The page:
The alignment or main telescope element 12 is of relatively higher power, preferably with a magnification of twenty-five times, and may be of a Well-known type including an eye-piece 79, an objective 80, and focusing knob 81. It is supported at its forward portion by the upright 92, and at its rear portion on the post 93 which engages the pivot 75.
The spotting or auxiliary telescope element 14 is of relatively lower power, preferably with a magnification of twelve times, and may be of a well-known type including an eyepiece 94, an objective 95 and a focusing knob 96. It is supported by the interconnecting means 13. The means preferably includes an elongated arm 97 and a pair of cross pieces 98 and 99. The piece 98 is screwed to the housing of element 14, and the piece 99 is screwed to the plate 74.
The telescope elements 12 and 14 may have suitable cross hairs as seen in FIGURE 4, preferably diagonally arranged, and have a large focusing range, preferably from twenty-six inches to infinity. The sight lines 100 and 200 (FIGURE 1) are spaced and parallel, with the line 200 substantially above line 100.
The target element 16 is of irregular shape as best seen in FIGURES 1, 5 and 6. It is preferably composed of a planar body 15 having a main target member 17 and an auxiliary target member 19 each including spaced parallel cross hairs 31, which are constructed and arranged to coincide exactly with the parallel sight lines 200 and 100, respectively.
The lower edge of the body 15 is provided with notch 21 having angularly arranged shaft contacting surfaces 23 and 25, which, while being arranged at 45 to horizontal, are 90 apart with respect to each other. A spring clamp 27 is pivotally connected to body 15 at 29 and is opposite the notch 21. Clamp 27 holds the target element 16 detachably on the shaft 30.
In use the target element 16 is placed on the far end 29 of the shaft 30, and the base fixture means 26 connected to the near end 28.
Depending upon the diameter of the shaft, the targets 17 and 19 will be placed a predetermined horizontal distance above the principal axis of the shaft, and this is compensated for, while sighting, by movement of the knob 50 to elevate or lower the telescope elements 12 and 14 to a corresponding level. The targets may be rotated about the shaft axis to obtain angular correspondence with the telescope elements, at this point.
Should the base fixture means 26 not be so positioned that the axis of the main telescope element directly overlies the axis of the target 17, this is compensated for by adjusting the rectilinear lateral shifting means 24.
Following this operation, sightings may be made through the auxiliary telescope with the target substantially at each end of the shaft, at which point, by sighting upon the target 19 any final adjustments of the elevating means 22 and lateral shifting means 24 may be made, since the auxiliary telescope has no means for adjustment, other than the focusing adjustment 96.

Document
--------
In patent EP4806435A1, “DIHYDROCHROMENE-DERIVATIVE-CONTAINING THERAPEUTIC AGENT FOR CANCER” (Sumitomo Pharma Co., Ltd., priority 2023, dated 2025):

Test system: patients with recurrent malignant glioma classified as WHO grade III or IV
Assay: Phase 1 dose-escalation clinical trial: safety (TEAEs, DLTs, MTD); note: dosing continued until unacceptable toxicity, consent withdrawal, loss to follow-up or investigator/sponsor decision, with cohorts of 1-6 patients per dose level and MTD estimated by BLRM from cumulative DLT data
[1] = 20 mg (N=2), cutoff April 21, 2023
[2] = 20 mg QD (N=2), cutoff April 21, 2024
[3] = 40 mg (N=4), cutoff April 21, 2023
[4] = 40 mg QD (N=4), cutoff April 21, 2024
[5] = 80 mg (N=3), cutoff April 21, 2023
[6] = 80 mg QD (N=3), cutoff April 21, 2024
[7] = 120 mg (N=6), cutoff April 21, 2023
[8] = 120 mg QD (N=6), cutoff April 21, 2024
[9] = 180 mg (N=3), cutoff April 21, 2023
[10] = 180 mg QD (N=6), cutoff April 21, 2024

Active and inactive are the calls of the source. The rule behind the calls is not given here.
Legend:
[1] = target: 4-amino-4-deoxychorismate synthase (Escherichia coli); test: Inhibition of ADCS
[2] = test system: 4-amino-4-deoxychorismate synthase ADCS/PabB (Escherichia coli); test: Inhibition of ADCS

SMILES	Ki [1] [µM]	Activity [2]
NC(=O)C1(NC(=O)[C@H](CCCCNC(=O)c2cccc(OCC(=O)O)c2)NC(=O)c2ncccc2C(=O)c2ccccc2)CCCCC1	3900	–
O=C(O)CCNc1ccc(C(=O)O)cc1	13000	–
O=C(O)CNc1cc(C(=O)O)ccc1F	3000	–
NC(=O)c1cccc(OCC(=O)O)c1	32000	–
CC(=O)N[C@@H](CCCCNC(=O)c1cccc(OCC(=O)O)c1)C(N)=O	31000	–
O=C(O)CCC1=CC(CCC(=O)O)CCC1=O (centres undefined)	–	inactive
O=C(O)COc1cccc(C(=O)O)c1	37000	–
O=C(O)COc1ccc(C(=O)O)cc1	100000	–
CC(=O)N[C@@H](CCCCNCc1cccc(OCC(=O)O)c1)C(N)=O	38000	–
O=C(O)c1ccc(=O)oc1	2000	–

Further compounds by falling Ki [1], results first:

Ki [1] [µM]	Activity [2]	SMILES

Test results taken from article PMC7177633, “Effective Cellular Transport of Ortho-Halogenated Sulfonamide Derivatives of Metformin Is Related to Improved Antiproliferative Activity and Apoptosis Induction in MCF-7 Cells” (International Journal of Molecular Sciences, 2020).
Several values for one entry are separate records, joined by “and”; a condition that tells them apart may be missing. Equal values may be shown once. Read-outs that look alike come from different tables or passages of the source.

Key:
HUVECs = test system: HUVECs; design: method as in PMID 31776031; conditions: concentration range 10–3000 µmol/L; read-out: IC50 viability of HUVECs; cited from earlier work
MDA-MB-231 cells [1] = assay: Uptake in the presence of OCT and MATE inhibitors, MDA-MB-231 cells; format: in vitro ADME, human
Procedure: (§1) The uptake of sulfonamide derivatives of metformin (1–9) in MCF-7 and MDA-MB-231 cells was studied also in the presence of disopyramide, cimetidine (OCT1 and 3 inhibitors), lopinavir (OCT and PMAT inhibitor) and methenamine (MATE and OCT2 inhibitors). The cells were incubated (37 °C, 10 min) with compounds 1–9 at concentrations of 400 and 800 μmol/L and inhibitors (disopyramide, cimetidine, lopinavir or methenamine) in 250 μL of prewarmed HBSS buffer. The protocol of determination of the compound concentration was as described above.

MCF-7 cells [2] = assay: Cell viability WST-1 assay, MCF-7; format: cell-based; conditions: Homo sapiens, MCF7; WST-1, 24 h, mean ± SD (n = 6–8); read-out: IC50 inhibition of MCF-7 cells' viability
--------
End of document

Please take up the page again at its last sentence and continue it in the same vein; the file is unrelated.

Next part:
Upon again sighting through the main telescope element 12, should this not be directly sighted upon the target 17, there is an indication that the axes of both telescopes are not parallel, and the corrective adjustment for this is accomplished by shifting the cross hairs in the main telescope element, as is well known in the art. At this point, each telescope should be sighted directly upon its respective target.
As has been mentioned, the auxiliary telescope element 14 is of considerably less power than the main telescope element 12, and thus as the target is moved along the shaft in well known manner to a plurality of positions, initial sightings to determine horizontal alignment are made through the auxiliary telescope element, and when this target has been aligned, if the shaft is true, the target 17 will also be aligned with the main telescope element.
Since the element 16 is free to rotate about the axis of the shaft, it is possible to align one target with its respective telescope element, with only possible misalignment of the cross hairs. However, Where this is performed with the auxiliary telescope element, owing to the larger magnification of the main telescope element, this rotation will be immediately sensed, and the target may be again accurately aligned to its original substantially horizontal plane. It will be observed that by using two telescopes and corresponding target areas, there is no need for aligning the telescopes with regard to a previously fixed target, or the use of a plumb bob means on the sighting target which must be constantly readjusted, as the target is moved toward the telescope elements. Manipulation and operation is thus materially simplified as contrasted with prior art devices which use only a single telescope element.
In the drawing, add suitable cross hatching to members 46 in FIGURE 4, as indicated in the enclosed sketch. This sketch also includes the proposed corrections to FIGURE 3, including the addition of reference characters 20, 5t), and 69.
We wish it to be understood that we do not desire to be limited to the exact details of construction shown and described, for obvious modifications will occur to a person skilled in the art to which the present invention relates.
1. Shaft alignment apparatus comprising: a main telescope element, an auxiliary telescope element, means mounting said telescope elements for parallel axial alignment with respect to one end of a shaft, a target element having a pair of target members disposed thereon in fixed mutual relation corresponding to the lateral displacement of the axes of said main and auxiliary telescope elements with respect to each other, and means for mounting said target element at selected points along said shaft and pivotally about the shaft axis, whereby upon the sighting through both telescope elements the target may be aligned to predetermined rotational position.
2. Structure in accordance with claim 1, in which the auxiliary and main telescope elements are of different magnification powers.
References Cited by the Examiner UNITED STATES PATENTS 685,455 10/01 Kinkead 3346 958,736 5/10 Ferris 3346 1,048,570 12/12 Murphy 3363 1,994,177 3/35 Nolan 3346 2,285,281 6/42 Johnson 3346 2,565,382 8/51 Lemaire 3360 ROBERT B. HULL, Primary Examiner.